I probably wouldn’t have been the oud player I am now, with the things I have accomplished, had I maybe been brought up in the Middle East. I was open to different types of music, and in Australia, that is a very multi-cultured society, so I was exposed to all sorts of cultures and sounds, and foods too. I think that shaped my attitude in music and weight.
Nahla: Do you go back to Egypt?
JT: Yes, I last performed there two years ago. I also gave a workshop at the Arabic Oud House, which is always great because it shows that they might benefit from some of the things you’ve learnt over the years. They are very accepting and warm and I have many great musician friends there. I also think the Egyptians are the funniest of the Arabs, they like to have a laugh, even if they are down in the dumps. In a way, I am taking this attitude to the pandemic, in an Egyptian way.
Nahla: Tell me about the new album, ‘Hope in an Empty City’? Where is this city?
JT: Part of this album was recorded in New York a couple of years ago at Avatar Studios, but then I added new tracks later in London and they were just solo oud tracks. I had the material but didn’t get round to releasing it, it just didn’t seem the right time.
It has the beautiful violin by Layth Sidiq, who is an amazing Jordanian violinist. It is the first album that I have another real Arabic voice added, though it is still a nice hybrid between some great jazz musicians. I’ve got Dan Weiss on drums, Scott Colley on double bass, and David Fiuczynski on fretted and fretless electric guitar.
In terms of the solo tracks, they are more what I was feeling more recently with that space and the empty city. So, yes, it is quite a timely album with 17 numbers. Again, it provides a soundtrack for everyone living what I lived and it could be any city. My music is universal, it could be anyone’s story.
Nahla: What inspires your compositions?
JT: I try to do something different. I love the traditional music that is always going to be there and is deeply rooted. For instance, I love Umm Kulthum and I try to find new recordings. I usually pick a song and be obsessed with it for a week or two, after which I’ll just drop it. Currently, it is ‘Ansak’ because she does some great improvisations I haven’t heard before. But that will drop soon and I’ll go into another song.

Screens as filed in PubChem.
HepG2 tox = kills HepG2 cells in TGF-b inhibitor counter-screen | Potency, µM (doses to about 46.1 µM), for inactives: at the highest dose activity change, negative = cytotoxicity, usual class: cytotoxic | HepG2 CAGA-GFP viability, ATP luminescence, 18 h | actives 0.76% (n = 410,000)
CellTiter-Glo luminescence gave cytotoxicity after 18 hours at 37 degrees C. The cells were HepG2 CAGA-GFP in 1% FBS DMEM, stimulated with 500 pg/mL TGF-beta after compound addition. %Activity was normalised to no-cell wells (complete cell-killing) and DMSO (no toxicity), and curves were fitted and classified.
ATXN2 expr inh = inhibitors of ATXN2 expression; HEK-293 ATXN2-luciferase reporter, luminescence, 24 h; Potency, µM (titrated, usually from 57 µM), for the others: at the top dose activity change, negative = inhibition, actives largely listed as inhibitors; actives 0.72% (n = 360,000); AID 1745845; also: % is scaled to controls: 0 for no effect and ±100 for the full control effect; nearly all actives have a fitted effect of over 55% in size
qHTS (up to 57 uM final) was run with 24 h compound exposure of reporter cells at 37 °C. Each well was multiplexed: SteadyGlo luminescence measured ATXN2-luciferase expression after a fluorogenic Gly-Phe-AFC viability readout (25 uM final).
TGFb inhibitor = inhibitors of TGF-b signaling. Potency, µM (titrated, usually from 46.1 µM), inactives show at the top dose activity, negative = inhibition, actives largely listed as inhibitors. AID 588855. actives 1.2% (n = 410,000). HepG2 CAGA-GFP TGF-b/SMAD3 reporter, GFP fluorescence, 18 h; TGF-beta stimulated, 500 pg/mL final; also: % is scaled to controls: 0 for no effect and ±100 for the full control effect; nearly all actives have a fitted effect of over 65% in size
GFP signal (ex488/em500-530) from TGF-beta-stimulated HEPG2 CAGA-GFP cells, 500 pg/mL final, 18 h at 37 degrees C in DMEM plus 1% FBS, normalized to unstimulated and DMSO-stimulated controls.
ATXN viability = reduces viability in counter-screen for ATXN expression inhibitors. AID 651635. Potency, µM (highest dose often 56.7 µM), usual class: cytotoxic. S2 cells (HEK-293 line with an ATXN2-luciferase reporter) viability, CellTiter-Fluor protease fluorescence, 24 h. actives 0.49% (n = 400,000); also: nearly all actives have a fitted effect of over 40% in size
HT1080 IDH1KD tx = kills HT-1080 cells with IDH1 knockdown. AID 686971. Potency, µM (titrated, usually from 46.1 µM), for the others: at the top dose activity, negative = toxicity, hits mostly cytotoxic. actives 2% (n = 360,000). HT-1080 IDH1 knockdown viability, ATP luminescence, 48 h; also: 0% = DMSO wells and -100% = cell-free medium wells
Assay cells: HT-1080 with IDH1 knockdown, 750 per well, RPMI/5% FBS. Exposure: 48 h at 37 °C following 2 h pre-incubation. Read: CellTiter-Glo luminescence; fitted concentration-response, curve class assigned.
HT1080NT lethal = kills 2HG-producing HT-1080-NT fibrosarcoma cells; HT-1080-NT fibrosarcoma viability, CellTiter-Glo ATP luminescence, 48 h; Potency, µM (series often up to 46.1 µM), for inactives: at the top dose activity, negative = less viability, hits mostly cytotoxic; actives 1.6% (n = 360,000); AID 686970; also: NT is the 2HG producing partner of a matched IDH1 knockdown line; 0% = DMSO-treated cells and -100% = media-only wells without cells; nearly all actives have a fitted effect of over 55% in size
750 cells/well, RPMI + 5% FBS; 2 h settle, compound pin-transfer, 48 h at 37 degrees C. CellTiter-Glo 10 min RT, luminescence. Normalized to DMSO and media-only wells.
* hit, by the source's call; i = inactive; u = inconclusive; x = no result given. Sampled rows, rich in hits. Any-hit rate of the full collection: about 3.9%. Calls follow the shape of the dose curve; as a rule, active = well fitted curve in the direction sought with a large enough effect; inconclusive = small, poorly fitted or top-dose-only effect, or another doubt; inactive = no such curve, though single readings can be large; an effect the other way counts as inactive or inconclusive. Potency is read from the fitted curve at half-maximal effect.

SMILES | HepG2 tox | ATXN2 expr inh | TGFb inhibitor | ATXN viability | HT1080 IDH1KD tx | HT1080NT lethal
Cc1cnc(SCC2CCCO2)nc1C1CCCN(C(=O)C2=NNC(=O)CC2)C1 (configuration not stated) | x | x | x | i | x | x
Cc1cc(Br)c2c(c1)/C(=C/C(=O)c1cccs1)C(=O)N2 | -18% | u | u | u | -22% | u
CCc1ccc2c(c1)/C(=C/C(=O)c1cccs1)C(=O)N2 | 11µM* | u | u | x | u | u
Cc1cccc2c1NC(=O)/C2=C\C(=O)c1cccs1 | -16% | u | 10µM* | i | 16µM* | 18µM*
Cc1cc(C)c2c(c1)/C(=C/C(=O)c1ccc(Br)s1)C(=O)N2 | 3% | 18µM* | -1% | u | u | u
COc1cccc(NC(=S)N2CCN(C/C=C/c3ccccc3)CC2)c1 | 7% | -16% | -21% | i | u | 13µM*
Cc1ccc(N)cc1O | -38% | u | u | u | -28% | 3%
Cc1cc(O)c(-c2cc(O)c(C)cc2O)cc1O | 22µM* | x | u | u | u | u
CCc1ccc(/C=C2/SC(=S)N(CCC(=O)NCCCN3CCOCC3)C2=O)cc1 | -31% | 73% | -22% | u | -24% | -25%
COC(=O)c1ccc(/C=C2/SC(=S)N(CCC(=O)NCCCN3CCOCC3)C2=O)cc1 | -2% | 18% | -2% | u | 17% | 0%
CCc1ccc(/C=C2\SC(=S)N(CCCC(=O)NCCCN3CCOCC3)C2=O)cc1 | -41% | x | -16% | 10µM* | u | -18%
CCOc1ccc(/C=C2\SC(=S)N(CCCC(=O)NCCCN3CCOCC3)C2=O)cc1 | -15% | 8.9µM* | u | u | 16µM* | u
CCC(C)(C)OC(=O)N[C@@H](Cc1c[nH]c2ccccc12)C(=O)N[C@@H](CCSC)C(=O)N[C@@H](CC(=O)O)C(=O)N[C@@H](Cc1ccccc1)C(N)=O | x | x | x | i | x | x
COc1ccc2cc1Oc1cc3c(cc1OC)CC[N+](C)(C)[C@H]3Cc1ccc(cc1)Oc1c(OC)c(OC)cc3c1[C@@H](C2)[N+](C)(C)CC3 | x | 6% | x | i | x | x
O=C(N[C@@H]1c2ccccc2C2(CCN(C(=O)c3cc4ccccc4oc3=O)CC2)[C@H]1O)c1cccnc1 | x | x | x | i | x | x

Nahla: You make the oud accessible to a Western audience and you seem at ease mixing it with different genres, like jazz, classical and rock too. How do you do this?
JT: I’ve had to grow up like that, it is what I’ve had to do and not out of intention. Because I am Australian I am that audience as well. There was a time when I was a kid and felt embarrassed to play in front of people. But, then, there was a point when I realised that in fact, this is something anyone can enjoy; and, just drop the view that people are finding this too ethnic. Just go for it and play.
There are parts in the new album where the oud sounds like a guitar; where it provides a backing role, instead of it always being at the front. I had a friend once who said to me: “You let all the other instrumentalists play too much. Aren’t you afraid they will overshadow you or take the spotlight?” But I think not.
It is more about what serves the music, and not about serving your ego. You have to be true to it; and, if the music doesn’t require you, then you should stay out of it. Like the violin in ‘Hope in an Empty City’, it has a lot of presence; that is because I like Sidiq and he has something to say. I believe it should always be what serves the music, and what will connect with people.
Nahla: What is planned for you in the next few weeks and months ahead?
JT: I am looking forward to the event at Grand Junction on 10 September. Then I am playing with the Chamber Orchestra in Bromley with Benjamin Grosvenor, who is a great classical piano player. After, I will be going back to Australia; although, there is talk I might not be coming back. They seem to be blocking all travel, unless you have a very good excuse. These are very uncertain times but I am optimistic, so let’s keep the music flowing and see how we go.
To buy tickets for the Grand Junction concert: https://grandjunction.org.uk/events/joseph-tawadros/
For more on Joseph Tawadros and his official website: http://josephtawadros.com
To follow Joseph Tawadros on Facebook: https://www.facebook.com/JosephTawadrosOud
To find Joseph Tawadros on Instagram: https://www.instagram.com/josephtawadros/
This article was first published on Nahla Ink circa September 2021